How to Start a Bullet Journal

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Journaling is a great way to get out your emotions, document your day, and let those creative juices flow, but if you don’t like writing or don’t have the time to dedicate to writing out full entries, journaling can quickly turn into a chore. Bullet journaling can fix that.

Bullet journaling is a type of journaling that includes pictures, doodles, and lists, instead of blocks of written entries. It’s perfect for the person who wants to get out all of their feelings and organize their life without having to write it all out.

Before you get started on your journaling adventure, check out some of these tips to help make your experience as fun as possible.

Gather your supplies

The first step to creating a bullet journal is gathering your supplies. The main things you need are a notebook, a pencil, and some sort of colorful writing utensil, like markers, colored pencils, or pens.

A lot of blogs will recommend pricey items, like special bullet journals that are laid out in a grid to help you draw straight lines and an “official” bullet journal notebook with grid paper and a symbol index. While these notebooks are nice to have, they’re not necessary, so don’t feel like you need to purchase one in order to get started. Any ordinary notebook will do the job just fine.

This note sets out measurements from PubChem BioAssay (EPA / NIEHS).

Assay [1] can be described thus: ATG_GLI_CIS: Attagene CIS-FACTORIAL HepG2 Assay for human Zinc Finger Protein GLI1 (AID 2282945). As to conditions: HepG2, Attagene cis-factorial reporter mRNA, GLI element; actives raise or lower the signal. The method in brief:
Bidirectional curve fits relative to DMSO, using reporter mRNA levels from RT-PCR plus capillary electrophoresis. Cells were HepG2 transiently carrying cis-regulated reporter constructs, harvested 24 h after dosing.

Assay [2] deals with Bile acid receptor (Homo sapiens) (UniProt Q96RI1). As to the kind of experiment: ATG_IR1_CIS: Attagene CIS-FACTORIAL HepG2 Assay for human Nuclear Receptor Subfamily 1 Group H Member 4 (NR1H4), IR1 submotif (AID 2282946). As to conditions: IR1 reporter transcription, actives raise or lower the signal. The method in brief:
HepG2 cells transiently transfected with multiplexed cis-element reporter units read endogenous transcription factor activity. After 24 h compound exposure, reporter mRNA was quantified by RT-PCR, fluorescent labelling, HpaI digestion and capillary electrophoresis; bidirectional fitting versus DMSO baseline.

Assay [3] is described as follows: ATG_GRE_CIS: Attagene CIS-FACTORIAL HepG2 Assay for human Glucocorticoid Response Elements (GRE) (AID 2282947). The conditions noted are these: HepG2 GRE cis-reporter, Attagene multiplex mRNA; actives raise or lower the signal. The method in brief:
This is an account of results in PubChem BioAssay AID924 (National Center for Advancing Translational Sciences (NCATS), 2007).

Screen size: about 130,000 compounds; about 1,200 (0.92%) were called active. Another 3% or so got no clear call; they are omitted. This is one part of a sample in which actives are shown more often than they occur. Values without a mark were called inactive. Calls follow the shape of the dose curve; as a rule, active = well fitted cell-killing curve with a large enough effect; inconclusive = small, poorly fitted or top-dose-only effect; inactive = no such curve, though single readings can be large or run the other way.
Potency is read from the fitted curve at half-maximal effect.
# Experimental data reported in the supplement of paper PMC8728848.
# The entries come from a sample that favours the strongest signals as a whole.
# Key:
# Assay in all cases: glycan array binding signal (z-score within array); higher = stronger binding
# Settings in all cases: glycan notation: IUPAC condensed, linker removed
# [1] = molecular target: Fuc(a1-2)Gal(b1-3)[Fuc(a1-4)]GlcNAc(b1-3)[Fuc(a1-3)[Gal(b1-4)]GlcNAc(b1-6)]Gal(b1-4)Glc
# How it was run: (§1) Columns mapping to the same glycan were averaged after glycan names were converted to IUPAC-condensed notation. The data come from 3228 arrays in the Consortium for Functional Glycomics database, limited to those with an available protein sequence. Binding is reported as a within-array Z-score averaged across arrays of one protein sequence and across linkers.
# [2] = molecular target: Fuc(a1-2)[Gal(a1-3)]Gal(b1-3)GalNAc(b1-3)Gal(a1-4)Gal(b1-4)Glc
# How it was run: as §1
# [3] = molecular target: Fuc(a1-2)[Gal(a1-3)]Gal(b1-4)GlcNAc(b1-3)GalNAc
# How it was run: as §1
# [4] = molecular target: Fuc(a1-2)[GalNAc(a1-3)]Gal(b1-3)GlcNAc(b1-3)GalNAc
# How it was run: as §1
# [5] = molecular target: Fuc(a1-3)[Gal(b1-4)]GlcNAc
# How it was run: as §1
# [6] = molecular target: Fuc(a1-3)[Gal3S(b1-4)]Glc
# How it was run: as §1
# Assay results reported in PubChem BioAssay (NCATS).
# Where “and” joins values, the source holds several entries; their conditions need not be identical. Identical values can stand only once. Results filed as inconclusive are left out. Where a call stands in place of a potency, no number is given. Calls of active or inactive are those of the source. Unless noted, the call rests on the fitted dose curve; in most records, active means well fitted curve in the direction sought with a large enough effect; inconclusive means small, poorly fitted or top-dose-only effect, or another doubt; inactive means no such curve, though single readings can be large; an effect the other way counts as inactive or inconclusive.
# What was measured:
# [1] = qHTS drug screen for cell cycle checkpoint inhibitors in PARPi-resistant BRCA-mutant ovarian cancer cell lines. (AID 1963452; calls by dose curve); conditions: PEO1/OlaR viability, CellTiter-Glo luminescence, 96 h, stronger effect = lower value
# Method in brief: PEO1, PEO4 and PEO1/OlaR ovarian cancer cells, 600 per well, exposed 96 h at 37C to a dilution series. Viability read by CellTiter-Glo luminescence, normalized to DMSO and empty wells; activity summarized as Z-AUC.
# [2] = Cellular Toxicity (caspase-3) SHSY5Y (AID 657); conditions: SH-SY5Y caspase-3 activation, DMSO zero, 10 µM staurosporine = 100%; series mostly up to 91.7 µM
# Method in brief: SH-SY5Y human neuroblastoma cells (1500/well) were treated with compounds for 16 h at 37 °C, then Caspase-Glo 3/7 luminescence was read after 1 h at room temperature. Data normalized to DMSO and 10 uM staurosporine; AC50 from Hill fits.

Check out bullet journaling blogs and websites

The beautiful part about bullet journaling is that there are no rules–your journal can take on whatever form you want it to. However, sometimes having a blank notebook can be daunting, so make sure to check out other journaling blogs for inspiration.

On those sites you’ll learn how to make an index and lay out pages for yourself. You can also see what other people use their journals for. Some people turn it into a personal planner, with monthly calendars and goals and weekly planning. Other people use it as a tracking system to list books they’ve read or movies they’ve watched in the past year. Others still use it as an entirely creative outlet with doodles and quotes covering the pages.

Check out all of these options and pick the one that’s best for you or combine all three for a completely unique journaling experience.

Expect mistakes

The biggest mistake you can make when journaling is not expecting mistakes. If you’re new to doodling and drawing, there is definitely a learning curve to power through. Not every page will look exactly as you planned it out in your head. The words will be wobblier and the colors won’t look right. You might even spend an hour writing out a calendar page only to realize next month you never used it–that’s okay.

Journaling is a learning experience and as you spend more time doing it, you’ll get better and learn more about what you want out of your journal.

Don’t compare your journal to anyone else’s

Above all, don’t compare your journal to anyone’s online. A lot of the people who write blogs have been journaling for years and they can do calligraphy and flower borders like a pro. Unless you were born with a secret, undiscovered calligraphy skill your journal will not look like theirs for a long time.

The point is to keep going and create a piece of useful art designed especially for yourself.

Note: The Bullet Journal is a trademark created by Ryder Carroll. For more information on the official Bullet Journal visit the website.

Our Writers

Meghan is a senior at Lock Haven University with majors in English and Communication and a minor in Women and Gender Studies. When she’s not writing, Meghan can be found drinking iced coffee, reading Bustle articles, or spending too much time on Pinterest.

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